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David had just returned to Paris after his sojourn in Rome when he submitted this painting to gain admission to the French Academy (which alone had the right to public exhibitions). The subject he chose belonged to the sentimental genre of which his age was so fond and thus like his Saint Roch can be considered a transitional work.
Belisarius, a general under Justinian, was one of the greatest military commanders of his time and the spearhead of Byzantium's attempts to rebuild the Roman Empire. His very successes, however, made him many enemies. Incriminated in a plot against Justinian, his eyes were put out on the Emperor's orders in 561 A.D. According to the historian Procopius, Belisarius, stripped of all his possessions, was reduced to begging in the streets of Byzantium..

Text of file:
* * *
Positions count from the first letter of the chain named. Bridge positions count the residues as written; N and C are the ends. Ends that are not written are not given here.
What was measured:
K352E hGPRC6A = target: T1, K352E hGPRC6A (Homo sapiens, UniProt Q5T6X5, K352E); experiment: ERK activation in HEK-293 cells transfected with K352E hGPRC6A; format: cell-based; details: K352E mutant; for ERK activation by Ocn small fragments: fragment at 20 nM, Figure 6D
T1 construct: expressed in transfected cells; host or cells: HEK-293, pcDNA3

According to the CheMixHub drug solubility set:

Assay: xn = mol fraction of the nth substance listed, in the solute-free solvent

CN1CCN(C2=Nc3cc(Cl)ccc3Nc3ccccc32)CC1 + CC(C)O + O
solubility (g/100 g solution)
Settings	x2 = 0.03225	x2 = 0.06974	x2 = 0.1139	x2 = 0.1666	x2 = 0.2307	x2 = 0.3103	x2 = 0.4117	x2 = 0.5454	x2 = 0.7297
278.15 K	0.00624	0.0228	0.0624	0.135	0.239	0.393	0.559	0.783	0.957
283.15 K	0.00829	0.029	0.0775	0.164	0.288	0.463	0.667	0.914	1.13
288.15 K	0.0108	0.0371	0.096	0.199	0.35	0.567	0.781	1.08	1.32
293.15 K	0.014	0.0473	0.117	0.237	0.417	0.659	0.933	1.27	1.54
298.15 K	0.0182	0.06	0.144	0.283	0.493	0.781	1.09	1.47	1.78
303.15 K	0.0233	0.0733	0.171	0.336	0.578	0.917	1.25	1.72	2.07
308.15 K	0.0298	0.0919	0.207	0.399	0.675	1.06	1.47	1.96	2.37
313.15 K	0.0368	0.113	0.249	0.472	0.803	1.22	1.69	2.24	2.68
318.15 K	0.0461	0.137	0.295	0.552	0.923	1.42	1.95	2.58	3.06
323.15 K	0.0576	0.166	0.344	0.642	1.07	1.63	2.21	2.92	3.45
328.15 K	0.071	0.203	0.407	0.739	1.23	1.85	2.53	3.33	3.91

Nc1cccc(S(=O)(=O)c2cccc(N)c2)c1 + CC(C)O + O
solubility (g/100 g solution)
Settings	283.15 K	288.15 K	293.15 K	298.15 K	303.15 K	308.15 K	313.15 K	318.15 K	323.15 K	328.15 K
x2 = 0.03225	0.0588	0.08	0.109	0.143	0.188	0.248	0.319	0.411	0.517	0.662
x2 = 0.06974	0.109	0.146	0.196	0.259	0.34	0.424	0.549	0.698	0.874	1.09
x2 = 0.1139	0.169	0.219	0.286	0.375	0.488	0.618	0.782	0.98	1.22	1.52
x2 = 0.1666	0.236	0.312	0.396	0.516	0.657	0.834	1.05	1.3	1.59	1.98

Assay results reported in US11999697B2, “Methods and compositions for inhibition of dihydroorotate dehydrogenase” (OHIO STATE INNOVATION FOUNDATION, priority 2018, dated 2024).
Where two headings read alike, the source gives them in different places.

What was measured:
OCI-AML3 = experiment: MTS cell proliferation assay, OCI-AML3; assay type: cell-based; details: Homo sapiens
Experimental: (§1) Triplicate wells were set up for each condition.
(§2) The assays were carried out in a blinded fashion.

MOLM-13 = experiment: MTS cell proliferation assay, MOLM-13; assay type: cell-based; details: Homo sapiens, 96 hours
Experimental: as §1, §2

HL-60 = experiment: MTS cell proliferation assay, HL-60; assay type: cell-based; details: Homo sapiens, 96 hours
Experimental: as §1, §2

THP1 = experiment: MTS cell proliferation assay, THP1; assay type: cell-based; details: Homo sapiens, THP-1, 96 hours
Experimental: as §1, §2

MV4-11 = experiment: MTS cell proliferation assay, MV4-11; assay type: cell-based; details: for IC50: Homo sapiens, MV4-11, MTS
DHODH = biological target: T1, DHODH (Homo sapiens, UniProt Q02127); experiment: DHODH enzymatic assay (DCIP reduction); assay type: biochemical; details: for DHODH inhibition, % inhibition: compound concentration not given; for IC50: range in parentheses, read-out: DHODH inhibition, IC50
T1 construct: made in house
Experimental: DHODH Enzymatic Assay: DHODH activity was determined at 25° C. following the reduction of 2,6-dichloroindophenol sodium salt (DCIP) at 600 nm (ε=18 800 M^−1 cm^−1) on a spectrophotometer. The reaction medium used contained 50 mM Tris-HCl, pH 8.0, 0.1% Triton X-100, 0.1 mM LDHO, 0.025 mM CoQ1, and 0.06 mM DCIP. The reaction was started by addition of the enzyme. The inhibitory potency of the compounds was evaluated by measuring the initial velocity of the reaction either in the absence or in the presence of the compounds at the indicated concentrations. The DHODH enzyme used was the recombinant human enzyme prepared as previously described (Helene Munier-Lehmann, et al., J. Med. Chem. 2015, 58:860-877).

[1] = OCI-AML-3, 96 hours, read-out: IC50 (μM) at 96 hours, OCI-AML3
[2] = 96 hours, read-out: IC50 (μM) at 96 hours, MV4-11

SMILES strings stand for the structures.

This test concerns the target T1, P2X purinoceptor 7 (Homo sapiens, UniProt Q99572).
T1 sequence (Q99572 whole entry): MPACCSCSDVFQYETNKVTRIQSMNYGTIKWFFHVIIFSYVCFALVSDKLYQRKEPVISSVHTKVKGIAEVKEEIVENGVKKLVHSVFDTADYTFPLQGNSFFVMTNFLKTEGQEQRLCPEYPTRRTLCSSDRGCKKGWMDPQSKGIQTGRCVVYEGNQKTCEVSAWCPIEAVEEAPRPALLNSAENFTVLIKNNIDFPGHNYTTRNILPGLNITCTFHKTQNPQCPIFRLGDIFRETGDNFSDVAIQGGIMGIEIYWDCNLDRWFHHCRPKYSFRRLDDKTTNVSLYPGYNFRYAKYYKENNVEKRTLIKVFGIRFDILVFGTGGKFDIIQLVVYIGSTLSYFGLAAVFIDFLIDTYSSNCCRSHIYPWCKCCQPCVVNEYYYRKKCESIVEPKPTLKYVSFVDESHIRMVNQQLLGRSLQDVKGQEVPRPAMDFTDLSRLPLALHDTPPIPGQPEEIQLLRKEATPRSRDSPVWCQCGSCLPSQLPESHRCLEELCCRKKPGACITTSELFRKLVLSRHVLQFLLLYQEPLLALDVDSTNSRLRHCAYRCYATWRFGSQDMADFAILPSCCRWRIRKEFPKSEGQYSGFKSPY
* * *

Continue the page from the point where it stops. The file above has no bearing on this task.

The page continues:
In this painting, Belisarius is begging for alms at the foot of a monument redolent of military triumph. The structure opens out onto a classical landscape dotted with tiny figures and shrubs, which forms a painting within the painting- evoking Poussin's landscapes of the Roman countryside, but in a more geometric and architectural way..
It was on the basis of this painting that David was unanimously "approved" by the Academy in 1781. Belisarius was an immediate success, although some criticized its somberness. Diderot wrote: "This young artist shows the grand manner in the way he has carried out his work; he has soul, his heads have expression without affectation, his attitudes are noble and natural, he draws, he knows how to cast a drapery and paint beautiful folds. His color is beautiful without being brilliant."